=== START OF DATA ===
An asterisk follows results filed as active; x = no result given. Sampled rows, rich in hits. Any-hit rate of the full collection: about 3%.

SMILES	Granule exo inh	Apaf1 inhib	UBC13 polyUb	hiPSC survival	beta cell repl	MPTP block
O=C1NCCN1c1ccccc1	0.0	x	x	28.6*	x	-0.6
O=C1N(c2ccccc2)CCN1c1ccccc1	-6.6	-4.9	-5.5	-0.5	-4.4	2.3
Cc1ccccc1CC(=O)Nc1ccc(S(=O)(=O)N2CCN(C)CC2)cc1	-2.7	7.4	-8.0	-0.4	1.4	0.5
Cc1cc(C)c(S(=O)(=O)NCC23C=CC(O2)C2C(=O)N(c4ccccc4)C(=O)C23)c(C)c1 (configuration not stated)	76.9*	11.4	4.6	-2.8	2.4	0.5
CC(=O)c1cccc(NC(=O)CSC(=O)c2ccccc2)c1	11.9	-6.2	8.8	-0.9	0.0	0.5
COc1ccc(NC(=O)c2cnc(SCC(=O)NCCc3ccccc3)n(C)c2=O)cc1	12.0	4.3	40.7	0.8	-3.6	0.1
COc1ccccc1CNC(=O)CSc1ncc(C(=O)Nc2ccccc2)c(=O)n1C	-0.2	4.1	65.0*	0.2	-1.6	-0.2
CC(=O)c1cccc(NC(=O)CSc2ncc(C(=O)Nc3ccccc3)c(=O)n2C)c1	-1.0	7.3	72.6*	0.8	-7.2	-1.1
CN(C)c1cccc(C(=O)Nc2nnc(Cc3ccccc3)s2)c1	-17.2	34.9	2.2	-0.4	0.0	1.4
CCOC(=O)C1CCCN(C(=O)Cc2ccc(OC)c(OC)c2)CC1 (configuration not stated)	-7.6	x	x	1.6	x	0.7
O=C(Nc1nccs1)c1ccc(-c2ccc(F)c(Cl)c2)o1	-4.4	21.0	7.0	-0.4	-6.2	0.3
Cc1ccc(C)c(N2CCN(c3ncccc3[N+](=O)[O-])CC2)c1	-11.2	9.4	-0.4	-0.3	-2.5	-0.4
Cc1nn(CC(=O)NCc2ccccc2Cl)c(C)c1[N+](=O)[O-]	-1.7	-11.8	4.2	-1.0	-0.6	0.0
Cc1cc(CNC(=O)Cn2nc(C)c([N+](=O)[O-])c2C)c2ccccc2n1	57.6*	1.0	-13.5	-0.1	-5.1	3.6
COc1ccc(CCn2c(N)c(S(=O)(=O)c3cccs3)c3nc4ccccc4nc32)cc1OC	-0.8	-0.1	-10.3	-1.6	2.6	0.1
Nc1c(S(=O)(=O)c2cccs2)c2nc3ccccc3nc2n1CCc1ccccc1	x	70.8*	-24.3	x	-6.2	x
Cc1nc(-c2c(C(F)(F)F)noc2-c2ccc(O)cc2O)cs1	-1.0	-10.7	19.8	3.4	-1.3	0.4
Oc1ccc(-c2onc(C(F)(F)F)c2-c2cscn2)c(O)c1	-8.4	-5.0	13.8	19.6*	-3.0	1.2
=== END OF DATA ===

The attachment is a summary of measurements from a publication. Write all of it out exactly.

An asterisk follows results filed as active; x = no result given. Sampled rows, rich in hits. Any-hit rate of the full collection: about 3%.

SMILES	Granule exo inh	Apaf1 inhib	UBC13 polyUb	hiPSC survival	beta cell repl	MPTP block
O=C1NCCN1c1ccccc1	0.0	x	x	28.6*	x	-0.6
O=C1N(c2ccccc2)CCN1c1ccccc1	-6.6	-4.9	-5.5	-0.5	-4.4	2.3
Cc1ccccc1CC(=O)Nc1ccc(S(=O)(=O)N2CCN(C)CC2)cc1	-2.7	7.4	-8.0	-0.4	1.4	0.5
Cc1cc(C)c(S(=O)(=O)NCC23C=CC(O2)C2C(=O)N(c4ccccc4)C(=O)C23)c(C)c1 (configuration not stated)	76.9*	11.4	4.6	-2.8	2.4	0.5
CC(=O)c1cccc(NC(=O)CSC(=O)c2ccccc2)c1	11.9	-6.2	8.8	-0.9	0.0	0.5
COc1ccc(NC(=O)c2cnc(SCC(=O)NCCc3ccccc3)n(C)c2=O)cc1	12.0	4.3	40.7	0.8	-3.6	0.1
COc1ccccc1CNC(=O)CSc1ncc(C(=O)Nc2ccccc2)c(=O)n1C	-0.2	4.1	65.0*	0.2	-1.6	-0.2
CC(=O)c1cccc(NC(=O)CSc2ncc(C(=O)Nc3ccccc3)c(=O)n2C)c1	-1.0	7.3	72.6*	0.8	-7.2	-1.1
CN(C)c1cccc(C(=O)Nc2nnc(Cc3ccccc3)s2)c1	-17.2	34.9	2.2	-0.4	0.0	1.4
CCOC(=O)C1CCCN(C(=O)Cc2ccc(OC)c(OC)c2)CC1 (configuration not stated)	-7.6	x	x	1.6	x	0.7
O=C(Nc1nccs1)c1ccc(-c2ccc(F)c(Cl)c2)o1	-4.4	21.0	7.0	-0.4	-6.2	0.3
Cc1ccc(C)c(N2CCN(c3ncccc3[N+](=O)[O-])CC2)c1	-11.2	9.4	-0.4	-0.3	-2.5	-0.4
Cc1nn(CC(=O)NCc2ccccc2Cl)c(C)c1[N+](=O)[O-]	-1.7	-11.8	4.2	-1.0	-0.6	0.0
Cc1cc(CNC(=O)Cn2nc(C)c([N+](=O)[O-])c2C)c2ccccc2n1	57.6*	1.0	-13.5	-0.1	-5.1	3.6
COc1ccc(CCn2c(N)c(S(=O)(=O)c3cccs3)c3nc4ccccc4nc32)cc1OC	-0.8	-0.1	-10.3	-1.6	2.6	0.1
Nc1c(S(=O)(=O)c2cccs2)c2nc3ccccc3nc2n1CCc1ccccc1	x	70.8*	-24.3	x	-6.2	x
Cc1nc(-c2c(C(F)(F)F)noc2-c2ccc(O)cc2O)cs1	-1.0	-10.7	19.8	3.4	-1.3	0.4
Oc1ccc(-c2onc(C(F)(F)F)c2-c2cscn2)c(O)c1	-8.4	-5.0	13.8	19.6*	-3.0	1.2